Qissa Khwani’s tale of tear and blood
Published 2002 statesman
By Kazi Sarwar
History bears testimony to the undeniable fact that the valiant people of North West FrontierProvince, had stood as the undaunted vanguard of freedom struggle in the face of British incursionto the west of the Indus Bridge which saw so much action, bloodshed, gallantry devotion, enduranceand heart-warming tales of courage, faith and determination.With the passage of time, late in the twenties, the unceremonial exit of Ghazi Amanullah Khan fromthe seat of power in Kabul proved to be an event of far-reaching consequence that pleased theBritish. They felt, that things were going on well and all was queit on the western front. But theanalysis drawn was our unrealistic reading of the situation obtainable in NWFP.People's emotions still ran high over the dismemberment of the Ottoman dynasty, the 'Khilafat'Movement followed by 'Hijrat' and to top it, the highly offending denial of the application of theMontage Chelmsford reforms in NWFP, depriving people of elections, formation of legislature andministries, already exercised by provinces in the rest of India. This brought to surface enmity anddeep-rooted prejudice of the Raj Policy vis-à-vis NWFP and its people.It was at this time, that Khan Abdul Ghaffar Khan called upon people to rise unitedly to shake off thealien yoke.He toured the area extensively, addressing meetings, exhorting his followers to wage a relentlessfreedom struggle.It had an electrifying effect that made the administration nervous and extremely enraged. Large-scale arrests were made, collective fines imposed and long-term jail sentences added fuel to the fireof Civil Disobedience Movement.Days before, events in and around Peshawar were gathering momentum. The population of Peshawar at that time was 80,000. The City was by a wall pierced at intervals by sixteen gates eachwith a history of its own. The main thorough fare-The Qissa Khawani Bazaar, some 820 yards long
and 40-feet wide, ran from the Kabuli or Edwards Gate on the west into the heart of the City. Themilitary strength then in Peshawar comprised British, Sikh, Garhwal units plus the Royal Tank Corpsand the Poona Horse. From these units, a 'City Disturbance Coleman' had been specifically formed.Political unrest grew in strength after the arrest of Bacha Khan and a number of his closecompanions. Two other prominent worker surrendered to the police, were taken to the Kabuli PoliceStation. They while being escorted to the lock-up were welcomed warmly by a large crowedassembled in the vicinity. The escort got panicky and used force to disperse the assembly. The so-farpeaceful crowed got enraged, slashed tyres of the vehicles and made attempts to free the twopolitical workers.The situation deteriorated to such an extent which moved the administration to approach the higherauthorities for speedy control of the situation. The military was requisitioned. Two armoured carsfollowed by soldiers took position near the police station and started firing right, left and centre thatresulted in heavy casualties. Those who survived stood defiantly where they were, and used allavailable means to resist the ruthless onslaught.Meanwhile, a very large number of highly emotional people from other parts of the City and nearbysuburbs joined their comrades. Sensing the situation grave, the Royal Garhwal Rifles was ordered tomove forward and fire. The refusal to kill the slogan-chanting and flag-waiving demonstratorscreated an embarrassing situation.The Rifles was immediately ordered to withdraw from the locality, marched back to its barracks anddisarmed.Later on, the Rifles 'Sardars' (Viceroy Commissioned Officers) were sentenced to long terms of imprisonment. Their lives were spared because of the Royal Garhwal Rifles outstanding past recordof exemplary courage in the face of much heavy odds both in and outside the country.Some of the 'Sardars' died in jail, while those who survived, were (said to be) rewarded andcompensated after independence by the Indian government.The City Disturbance Column now too took full charge of the fast-deteriorating situation supportedby the armoured cars. The Qissa Khwani, the bazaar of story-tellers since time immemorial, waslittered with blood here, there and everywhere of countless martyred and injured. The City was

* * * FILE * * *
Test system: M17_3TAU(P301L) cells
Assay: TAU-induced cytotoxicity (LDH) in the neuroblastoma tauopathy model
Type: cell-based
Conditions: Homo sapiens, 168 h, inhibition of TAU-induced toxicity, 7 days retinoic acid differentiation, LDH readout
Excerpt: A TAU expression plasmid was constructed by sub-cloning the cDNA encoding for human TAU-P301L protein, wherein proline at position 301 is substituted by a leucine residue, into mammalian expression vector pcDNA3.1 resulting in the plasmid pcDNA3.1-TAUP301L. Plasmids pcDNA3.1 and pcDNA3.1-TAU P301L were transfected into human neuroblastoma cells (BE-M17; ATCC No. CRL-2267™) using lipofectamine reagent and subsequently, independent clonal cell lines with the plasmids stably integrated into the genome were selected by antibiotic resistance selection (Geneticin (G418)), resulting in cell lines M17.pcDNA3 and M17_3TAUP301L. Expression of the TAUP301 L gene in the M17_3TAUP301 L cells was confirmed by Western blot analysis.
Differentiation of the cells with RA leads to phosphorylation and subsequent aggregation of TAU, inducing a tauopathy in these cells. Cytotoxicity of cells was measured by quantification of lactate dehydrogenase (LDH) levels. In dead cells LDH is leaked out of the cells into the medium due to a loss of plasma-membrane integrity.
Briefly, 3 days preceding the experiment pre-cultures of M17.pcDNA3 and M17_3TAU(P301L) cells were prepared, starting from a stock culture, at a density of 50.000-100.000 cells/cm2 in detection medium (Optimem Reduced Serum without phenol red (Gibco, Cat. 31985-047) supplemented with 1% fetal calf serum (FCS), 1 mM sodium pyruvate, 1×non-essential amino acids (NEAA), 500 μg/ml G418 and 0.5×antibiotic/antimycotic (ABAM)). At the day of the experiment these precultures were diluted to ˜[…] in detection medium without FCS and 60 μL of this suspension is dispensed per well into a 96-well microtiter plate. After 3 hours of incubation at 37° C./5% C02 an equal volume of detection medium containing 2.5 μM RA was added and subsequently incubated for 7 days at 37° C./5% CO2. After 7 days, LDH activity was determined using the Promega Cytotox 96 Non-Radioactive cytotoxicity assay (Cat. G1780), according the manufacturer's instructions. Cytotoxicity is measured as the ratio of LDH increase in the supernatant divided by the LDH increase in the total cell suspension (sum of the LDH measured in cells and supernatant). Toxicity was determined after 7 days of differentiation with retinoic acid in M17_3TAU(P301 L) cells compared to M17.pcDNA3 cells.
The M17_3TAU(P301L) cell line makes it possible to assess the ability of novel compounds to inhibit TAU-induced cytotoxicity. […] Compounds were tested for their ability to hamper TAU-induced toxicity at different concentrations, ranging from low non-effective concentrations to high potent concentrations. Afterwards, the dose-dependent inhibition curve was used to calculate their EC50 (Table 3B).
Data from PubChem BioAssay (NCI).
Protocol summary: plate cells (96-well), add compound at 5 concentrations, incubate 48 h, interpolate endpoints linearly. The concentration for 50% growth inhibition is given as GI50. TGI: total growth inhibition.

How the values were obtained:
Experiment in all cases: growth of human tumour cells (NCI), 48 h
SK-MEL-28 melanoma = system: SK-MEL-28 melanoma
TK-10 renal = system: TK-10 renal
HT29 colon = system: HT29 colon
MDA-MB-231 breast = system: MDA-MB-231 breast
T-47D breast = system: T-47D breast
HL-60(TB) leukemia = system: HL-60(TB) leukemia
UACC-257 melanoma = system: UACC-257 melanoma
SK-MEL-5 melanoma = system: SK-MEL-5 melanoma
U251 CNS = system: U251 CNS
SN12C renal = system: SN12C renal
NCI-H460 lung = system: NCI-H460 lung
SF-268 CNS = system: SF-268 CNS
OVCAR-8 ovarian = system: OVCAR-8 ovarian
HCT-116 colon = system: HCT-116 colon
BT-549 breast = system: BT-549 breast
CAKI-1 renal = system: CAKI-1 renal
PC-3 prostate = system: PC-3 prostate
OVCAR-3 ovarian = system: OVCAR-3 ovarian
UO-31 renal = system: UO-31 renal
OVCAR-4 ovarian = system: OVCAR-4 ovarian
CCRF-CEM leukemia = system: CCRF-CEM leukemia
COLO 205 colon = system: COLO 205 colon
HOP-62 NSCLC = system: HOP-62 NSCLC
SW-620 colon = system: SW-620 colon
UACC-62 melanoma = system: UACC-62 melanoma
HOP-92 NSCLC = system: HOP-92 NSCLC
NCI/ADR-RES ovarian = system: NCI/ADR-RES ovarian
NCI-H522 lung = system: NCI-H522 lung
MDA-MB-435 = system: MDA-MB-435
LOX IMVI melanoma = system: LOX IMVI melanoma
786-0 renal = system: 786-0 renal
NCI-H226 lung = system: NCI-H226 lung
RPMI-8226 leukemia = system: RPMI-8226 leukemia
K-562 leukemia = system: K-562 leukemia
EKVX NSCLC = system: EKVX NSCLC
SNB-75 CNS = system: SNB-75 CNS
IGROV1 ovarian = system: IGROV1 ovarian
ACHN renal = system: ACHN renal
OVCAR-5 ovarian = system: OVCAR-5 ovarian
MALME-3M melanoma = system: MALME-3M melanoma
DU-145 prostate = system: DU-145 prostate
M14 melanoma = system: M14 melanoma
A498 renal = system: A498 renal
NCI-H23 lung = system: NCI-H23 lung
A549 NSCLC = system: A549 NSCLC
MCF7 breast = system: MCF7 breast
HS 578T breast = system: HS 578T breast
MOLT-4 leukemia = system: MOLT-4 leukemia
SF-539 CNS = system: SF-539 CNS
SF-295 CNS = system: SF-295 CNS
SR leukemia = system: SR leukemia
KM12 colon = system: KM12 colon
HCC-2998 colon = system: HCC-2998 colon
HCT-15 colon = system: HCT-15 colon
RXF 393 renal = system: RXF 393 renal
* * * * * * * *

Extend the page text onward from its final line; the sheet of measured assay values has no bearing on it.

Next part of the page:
occupied after the massacre. The Raj had triumphed over the unarmed people whose only 'fault'was their demand for the release of their two workers, nothing more.The demonstrators could have been dispersed by the police after resorting to baton-charge. But thealien administration's intention was to create fear and intimidation reviving the imperious episodesof Clive and Hosting, Bolton and Caroe; but it was vain for all intents and purposes, since it took afairly long time to restore normalcy.To-day, after a lapse of seventy two (72) years, the fond memory of those whose blood was shed inconfirmation of the noble cause of freedom struggle is ever bright, vivid and inspiringly uplifting.They laid down their lives so as to uphold the honour and dignity of their homeland, that ultimatelybrought them eternal fame and undying glory.